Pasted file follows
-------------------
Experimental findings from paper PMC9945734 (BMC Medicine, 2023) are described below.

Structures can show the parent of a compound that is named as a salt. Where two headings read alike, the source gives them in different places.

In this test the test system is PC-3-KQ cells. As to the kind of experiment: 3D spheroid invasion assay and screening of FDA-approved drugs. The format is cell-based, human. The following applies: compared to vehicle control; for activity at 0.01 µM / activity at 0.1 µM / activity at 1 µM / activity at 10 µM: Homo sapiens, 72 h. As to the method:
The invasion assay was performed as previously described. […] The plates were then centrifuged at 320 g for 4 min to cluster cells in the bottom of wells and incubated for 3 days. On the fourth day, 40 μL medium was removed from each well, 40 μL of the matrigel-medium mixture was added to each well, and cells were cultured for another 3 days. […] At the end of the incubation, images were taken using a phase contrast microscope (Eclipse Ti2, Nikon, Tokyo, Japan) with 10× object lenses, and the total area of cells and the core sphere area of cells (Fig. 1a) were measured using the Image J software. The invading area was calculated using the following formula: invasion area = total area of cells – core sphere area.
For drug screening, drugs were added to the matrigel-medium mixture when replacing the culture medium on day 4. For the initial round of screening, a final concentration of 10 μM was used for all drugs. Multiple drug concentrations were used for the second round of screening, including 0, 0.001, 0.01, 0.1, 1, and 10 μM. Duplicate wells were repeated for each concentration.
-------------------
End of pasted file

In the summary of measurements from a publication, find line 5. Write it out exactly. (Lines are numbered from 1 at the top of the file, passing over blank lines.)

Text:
For drug screening, drugs were added to the matrigel-medium mixture when replacing the culture medium on day 4. For the initial round of screening, a final concentration of 10 μM was used for all drugs. Multiple drug concentrations were used for the second round of screening, including 0, 0.001, 0.01, 0.1, 1, and 10 μM. Duplicate wells were repeated for each concentration.